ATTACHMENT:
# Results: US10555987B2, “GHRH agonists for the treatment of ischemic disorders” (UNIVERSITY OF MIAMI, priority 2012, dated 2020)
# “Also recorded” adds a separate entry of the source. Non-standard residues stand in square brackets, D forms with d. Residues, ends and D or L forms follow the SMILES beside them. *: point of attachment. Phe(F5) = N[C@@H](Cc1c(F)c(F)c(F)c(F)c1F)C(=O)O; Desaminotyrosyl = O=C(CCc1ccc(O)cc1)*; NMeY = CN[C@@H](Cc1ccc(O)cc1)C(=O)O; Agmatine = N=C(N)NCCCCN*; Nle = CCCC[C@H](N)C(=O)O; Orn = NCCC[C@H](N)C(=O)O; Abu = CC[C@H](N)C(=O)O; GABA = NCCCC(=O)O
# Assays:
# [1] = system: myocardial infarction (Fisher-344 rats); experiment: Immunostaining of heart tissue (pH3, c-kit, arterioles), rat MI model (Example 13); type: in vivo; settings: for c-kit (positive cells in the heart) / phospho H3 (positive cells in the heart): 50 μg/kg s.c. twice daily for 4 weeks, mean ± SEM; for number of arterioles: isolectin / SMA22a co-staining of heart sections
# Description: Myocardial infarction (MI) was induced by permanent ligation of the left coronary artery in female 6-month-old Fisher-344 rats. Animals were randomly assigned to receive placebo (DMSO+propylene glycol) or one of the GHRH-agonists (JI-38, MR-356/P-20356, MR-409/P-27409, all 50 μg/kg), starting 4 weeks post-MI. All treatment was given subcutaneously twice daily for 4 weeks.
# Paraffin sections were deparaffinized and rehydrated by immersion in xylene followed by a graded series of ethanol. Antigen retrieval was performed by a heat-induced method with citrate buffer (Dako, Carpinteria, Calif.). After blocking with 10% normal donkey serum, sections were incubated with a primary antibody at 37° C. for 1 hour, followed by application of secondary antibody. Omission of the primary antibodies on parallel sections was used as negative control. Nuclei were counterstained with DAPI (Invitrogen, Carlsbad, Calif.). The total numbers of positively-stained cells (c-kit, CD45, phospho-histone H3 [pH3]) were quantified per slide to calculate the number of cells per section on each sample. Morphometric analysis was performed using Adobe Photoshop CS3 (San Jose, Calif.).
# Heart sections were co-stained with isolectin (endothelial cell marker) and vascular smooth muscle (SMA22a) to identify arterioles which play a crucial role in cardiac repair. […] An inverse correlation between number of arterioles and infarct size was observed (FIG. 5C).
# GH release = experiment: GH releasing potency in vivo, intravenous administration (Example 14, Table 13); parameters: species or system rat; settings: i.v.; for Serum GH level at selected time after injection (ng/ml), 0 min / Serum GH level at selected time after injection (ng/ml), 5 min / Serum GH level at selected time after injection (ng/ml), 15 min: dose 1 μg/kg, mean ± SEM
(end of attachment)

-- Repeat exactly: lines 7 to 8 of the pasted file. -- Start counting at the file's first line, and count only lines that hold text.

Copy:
# Heart sections were co-stained with isolectin (endothelial cell marker) and vascular smooth muscle (SMA22a) to identify arterioles which play a crucial role in cardiac repair. […] An inverse correlation between number of arterioles and infarct size was observed (FIG. 5C).
# GH release = experiment: GH releasing potency in vivo, intravenous administration (Example 14, Table 13); parameters: species or system rat; settings: i.v.; for Serum GH level at selected time after injection (ng/ml), 0 min / Serum GH level at selected time after injection (ng/ml), 5 min / Serum GH level at selected time after injection (ng/ml), 15 min: dose 1 μg/kg, mean ± SEM